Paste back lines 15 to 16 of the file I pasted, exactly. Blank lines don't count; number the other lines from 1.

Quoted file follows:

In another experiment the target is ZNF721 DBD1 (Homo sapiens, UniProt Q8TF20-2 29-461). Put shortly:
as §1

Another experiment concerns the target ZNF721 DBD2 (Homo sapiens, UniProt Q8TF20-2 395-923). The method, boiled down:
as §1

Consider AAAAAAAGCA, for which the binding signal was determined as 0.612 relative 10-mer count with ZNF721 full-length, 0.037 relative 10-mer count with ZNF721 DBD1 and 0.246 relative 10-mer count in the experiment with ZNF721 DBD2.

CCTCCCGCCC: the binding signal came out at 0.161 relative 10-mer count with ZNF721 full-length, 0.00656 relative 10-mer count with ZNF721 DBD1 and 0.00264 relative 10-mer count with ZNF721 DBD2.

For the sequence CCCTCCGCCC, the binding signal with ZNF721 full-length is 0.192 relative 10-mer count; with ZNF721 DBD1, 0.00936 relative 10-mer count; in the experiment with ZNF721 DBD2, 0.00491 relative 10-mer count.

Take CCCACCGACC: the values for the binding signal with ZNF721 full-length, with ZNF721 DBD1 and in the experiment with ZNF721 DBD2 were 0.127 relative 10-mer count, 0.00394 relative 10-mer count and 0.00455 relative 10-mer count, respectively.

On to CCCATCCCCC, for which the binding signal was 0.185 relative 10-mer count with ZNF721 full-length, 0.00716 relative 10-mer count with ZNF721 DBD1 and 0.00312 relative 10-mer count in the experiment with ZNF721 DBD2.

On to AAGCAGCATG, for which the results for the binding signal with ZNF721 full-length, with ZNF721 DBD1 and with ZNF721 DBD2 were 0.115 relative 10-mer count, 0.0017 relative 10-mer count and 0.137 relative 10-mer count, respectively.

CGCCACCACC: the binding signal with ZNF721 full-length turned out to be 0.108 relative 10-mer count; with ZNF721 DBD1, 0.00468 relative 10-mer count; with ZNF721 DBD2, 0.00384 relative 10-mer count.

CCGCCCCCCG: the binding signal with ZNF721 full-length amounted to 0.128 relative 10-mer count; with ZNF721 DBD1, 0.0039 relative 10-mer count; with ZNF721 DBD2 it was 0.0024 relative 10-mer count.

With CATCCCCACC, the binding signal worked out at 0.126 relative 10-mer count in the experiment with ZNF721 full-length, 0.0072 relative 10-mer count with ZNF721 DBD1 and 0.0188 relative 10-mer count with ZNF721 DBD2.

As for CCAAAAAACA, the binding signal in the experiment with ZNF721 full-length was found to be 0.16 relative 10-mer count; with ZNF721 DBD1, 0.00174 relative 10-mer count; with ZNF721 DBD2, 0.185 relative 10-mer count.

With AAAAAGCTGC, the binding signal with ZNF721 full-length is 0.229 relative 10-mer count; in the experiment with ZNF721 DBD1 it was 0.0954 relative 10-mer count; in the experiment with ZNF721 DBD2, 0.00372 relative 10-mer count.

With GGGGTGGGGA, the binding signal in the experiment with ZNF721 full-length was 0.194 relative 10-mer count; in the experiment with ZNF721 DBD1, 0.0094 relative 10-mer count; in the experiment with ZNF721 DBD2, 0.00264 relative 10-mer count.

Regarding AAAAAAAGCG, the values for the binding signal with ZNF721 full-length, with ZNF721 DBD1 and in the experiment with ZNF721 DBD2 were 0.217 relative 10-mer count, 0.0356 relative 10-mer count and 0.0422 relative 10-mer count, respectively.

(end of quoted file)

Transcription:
With AAAAAGCTGC, the binding signal with ZNF721 full-length is 0.229 relative 10-mer count; in the experiment with ZNF721 DBD1 it was 0.0954 relative 10-mer count; in the experiment with ZNF721 DBD2, 0.00372 relative 10-mer count.

With GGGGTGGGGA, the binding signal in the experiment with ZNF721 full-length was 0.194 relative 10-mer count; in the experiment with ZNF721 DBD1, 0.0094 relative 10-mer count; in the experiment with ZNF721 DBD2, 0.00264 relative 10-mer count.